Apr 25, 2018
Jargon Hack: Tracking Error
We’ll help you find the trail when it comes to financial jargon, like “tracking error”
Unsuccessfully hunting a deer in the woods could be considered a “tracking error”. And when it comes to tracking errors and your investments, the concept isn’t too different.
What is a tracking error?
A tracking error is a difference between a portfolio’s performance, or return, and the benchmark or index it attempts to track. In essence, it’s the deviation from a portfolio’s desired return.
Let’s say, for example, that you shot an arrow at a target. But you miss–your arrow instead hits a tree 12 feet to the right of the target. In this case, you were off by 12 feet; That would be your “tracking error”.
Continuing with our archery metaphor, if our arrow represents our portfolio or investment, then the target we’re shooting at is the benchmark or index.
Benchmarks and indexes
A benchmark is a standard or point of reference. It’s what you’re using for comparison, in other words, when judging the performance of a portfolio. An index, likewise is a tool that helps you measure or track the market.
Back to the archery range–if the target is our benchmark, then an index would be a tool that helps us aim. Ultimately, we would judge our arrow’s performance based on how far off from the target it landed. The goal, of course, is to get as close as possible. And the closer we are, the better our performance.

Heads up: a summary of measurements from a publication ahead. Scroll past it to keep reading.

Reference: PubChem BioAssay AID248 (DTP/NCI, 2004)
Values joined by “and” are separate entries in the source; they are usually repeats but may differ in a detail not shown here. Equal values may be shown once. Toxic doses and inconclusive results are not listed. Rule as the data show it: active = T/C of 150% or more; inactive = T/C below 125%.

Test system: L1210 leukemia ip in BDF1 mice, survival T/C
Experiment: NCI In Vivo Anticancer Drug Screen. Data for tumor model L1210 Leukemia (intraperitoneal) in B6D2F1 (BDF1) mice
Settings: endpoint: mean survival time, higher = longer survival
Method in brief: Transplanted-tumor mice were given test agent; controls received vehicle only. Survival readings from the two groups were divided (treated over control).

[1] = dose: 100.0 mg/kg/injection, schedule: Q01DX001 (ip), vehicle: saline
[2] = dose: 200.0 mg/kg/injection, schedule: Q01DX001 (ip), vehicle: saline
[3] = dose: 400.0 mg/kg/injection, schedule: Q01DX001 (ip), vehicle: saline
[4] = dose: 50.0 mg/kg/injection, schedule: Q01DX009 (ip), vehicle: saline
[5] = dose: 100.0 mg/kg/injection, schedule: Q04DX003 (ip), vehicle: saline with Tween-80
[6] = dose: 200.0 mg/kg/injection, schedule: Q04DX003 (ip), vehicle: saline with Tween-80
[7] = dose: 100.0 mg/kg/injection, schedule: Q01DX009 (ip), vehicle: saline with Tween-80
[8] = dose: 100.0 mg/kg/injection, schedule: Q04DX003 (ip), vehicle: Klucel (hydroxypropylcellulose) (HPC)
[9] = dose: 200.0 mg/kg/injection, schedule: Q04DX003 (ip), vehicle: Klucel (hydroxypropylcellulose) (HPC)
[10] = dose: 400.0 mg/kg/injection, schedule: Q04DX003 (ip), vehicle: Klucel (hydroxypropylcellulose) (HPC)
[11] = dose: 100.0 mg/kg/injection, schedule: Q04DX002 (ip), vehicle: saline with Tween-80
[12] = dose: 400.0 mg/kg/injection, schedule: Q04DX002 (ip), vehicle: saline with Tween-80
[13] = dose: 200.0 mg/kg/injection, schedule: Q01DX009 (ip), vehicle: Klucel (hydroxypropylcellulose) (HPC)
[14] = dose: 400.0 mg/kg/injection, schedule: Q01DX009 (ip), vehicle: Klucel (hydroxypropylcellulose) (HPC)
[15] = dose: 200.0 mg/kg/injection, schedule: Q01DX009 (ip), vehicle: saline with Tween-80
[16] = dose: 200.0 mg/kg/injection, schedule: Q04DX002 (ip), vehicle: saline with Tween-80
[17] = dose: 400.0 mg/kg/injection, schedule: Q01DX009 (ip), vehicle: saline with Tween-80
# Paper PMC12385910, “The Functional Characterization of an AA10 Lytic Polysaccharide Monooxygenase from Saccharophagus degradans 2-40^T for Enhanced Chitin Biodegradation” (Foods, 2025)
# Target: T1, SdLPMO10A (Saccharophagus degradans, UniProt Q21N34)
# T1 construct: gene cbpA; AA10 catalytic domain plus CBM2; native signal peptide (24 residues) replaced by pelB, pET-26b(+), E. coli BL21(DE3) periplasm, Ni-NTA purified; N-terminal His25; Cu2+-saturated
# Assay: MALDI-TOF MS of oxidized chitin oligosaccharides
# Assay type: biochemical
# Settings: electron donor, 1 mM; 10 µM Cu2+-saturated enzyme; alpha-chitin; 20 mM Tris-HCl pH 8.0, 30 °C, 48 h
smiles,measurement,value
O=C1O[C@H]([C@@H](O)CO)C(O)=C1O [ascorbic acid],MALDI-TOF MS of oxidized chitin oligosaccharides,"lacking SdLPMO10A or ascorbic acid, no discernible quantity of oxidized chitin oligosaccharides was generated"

The same logic applies to your investment portfolio. The closer you are to your target, or benchmark, the lower your tracking error.
Calculating tracking errors
How do you calculate a tracking error? There are a couple of calculations–with varying degrees of complexity–that you can use.
The simple formula only requires you to take the performance of your portfolio or security and subtract it from the benchmark to find the difference:
T E = Portfolio performance – Benchmark performance
The second, more accurate but vastly more complicated way to calculate the tracking error requires you to find the standard deviation, or, how to spread out points of data are across different periods of time.
To calculate a tracking error using this formula, you’ll need to know the fund’s return (F), the index’s return (I), and the number of time periods, likely quarters, you’re including (N). From there, it’s a matter of plugging in the variables and cranking out the calculation to land at a percentage, the tracking error.
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